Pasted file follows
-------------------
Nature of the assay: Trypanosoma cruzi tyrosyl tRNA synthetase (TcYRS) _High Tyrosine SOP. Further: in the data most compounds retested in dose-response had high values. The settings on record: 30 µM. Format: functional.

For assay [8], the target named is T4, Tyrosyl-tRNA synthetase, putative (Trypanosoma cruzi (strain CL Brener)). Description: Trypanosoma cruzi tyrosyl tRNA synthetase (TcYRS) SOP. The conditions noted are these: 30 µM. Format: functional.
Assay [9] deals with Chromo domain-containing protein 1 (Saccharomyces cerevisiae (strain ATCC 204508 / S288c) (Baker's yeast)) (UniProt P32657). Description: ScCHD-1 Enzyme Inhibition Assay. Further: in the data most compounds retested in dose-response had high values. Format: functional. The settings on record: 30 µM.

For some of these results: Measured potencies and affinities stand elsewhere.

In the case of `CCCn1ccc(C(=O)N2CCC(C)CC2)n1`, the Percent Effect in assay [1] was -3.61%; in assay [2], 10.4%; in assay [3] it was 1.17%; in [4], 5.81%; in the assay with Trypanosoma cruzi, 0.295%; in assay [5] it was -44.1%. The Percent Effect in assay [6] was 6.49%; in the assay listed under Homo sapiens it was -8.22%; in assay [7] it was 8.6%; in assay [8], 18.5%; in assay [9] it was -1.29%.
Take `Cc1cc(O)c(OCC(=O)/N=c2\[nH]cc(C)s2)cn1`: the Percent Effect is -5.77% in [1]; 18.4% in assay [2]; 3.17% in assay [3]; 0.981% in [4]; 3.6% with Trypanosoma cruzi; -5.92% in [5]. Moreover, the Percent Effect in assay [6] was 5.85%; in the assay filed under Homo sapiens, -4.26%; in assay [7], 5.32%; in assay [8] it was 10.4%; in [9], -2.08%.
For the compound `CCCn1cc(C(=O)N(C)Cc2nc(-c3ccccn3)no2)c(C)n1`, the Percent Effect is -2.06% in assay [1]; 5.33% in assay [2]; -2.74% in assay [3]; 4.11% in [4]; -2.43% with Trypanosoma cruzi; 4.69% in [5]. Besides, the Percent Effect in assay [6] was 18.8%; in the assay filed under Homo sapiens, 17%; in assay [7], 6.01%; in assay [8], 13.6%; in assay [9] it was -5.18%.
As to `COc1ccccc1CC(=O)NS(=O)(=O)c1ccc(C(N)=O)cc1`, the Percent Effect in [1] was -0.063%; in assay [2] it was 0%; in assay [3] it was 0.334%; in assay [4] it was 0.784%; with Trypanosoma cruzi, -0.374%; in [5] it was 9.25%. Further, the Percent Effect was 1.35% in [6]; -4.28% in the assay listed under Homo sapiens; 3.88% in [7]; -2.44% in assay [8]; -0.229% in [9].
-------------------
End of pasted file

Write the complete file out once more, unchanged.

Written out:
Nature of the assay: Trypanosoma cruzi tyrosyl tRNA synthetase (TcYRS) _High Tyrosine SOP. Further: in the data most compounds retested in dose-response had high values. The settings on record: 30 µM. Format: functional.

For assay [8], the target named is T4, Tyrosyl-tRNA synthetase, putative (Trypanosoma cruzi (strain CL Brener)). Description: Trypanosoma cruzi tyrosyl tRNA synthetase (TcYRS) SOP. The conditions noted are these: 30 µM. Format: functional.
Assay [9] deals with Chromo domain-containing protein 1 (Saccharomyces cerevisiae (strain ATCC 204508 / S288c) (Baker's yeast)) (UniProt P32657). Description: ScCHD-1 Enzyme Inhibition Assay. Further: in the data most compounds retested in dose-response had high values. Format: functional. The settings on record: 30 µM.

For some of these results: Measured potencies and affinities stand elsewhere.

In the case of `CCCn1ccc(C(=O)N2CCC(C)CC2)n1`, the Percent Effect in assay [1] was -3.61%; in assay [2], 10.4%; in assay [3] it was 1.17%; in [4], 5.81%; in the assay with Trypanosoma cruzi, 0.295%; in assay [5] it was -44.1%. The Percent Effect in assay [6] was 6.49%; in the assay listed under Homo sapiens it was -8.22%; in assay [7] it was 8.6%; in assay [8], 18.5%; in assay [9] it was -1.29%.
Take `Cc1cc(O)c(OCC(=O)/N=c2\[nH]cc(C)s2)cn1`: the Percent Effect is -5.77% in [1]; 18.4% in assay [2]; 3.17% in assay [3]; 0.981% in [4]; 3.6% with Trypanosoma cruzi; -5.92% in [5]. Moreover, the Percent Effect in assay [6] was 5.85%; in the assay filed under Homo sapiens, -4.26%; in assay [7], 5.32%; in assay [8] it was 10.4%; in [9], -2.08%.
For the compound `CCCn1cc(C(=O)N(C)Cc2nc(-c3ccccn3)no2)c(C)n1`, the Percent Effect is -2.06% in assay [1]; 5.33% in assay [2]; -2.74% in assay [3]; 4.11% in [4]; -2.43% with Trypanosoma cruzi; 4.69% in [5]. Besides, the Percent Effect in assay [6] was 18.8%; in the assay filed under Homo sapiens, 17%; in assay [7], 6.01%; in assay [8], 13.6%; in assay [9] it was -5.18%.
As to `COc1ccccc1CC(=O)NS(=O)(=O)c1ccc(C(N)=O)cc1`, the Percent Effect in [1] was -0.063%; in assay [2] it was 0%; in assay [3] it was 0.334%; in assay [4] it was 0.784%; with Trypanosoma cruzi, -0.374%; in [5] it was 9.25%. Further, the Percent Effect was 1.35% in [6]; -4.28% in the assay listed under Homo sapiens; 3.88% in [7]; -2.44% in assay [8]; -0.229% in [9].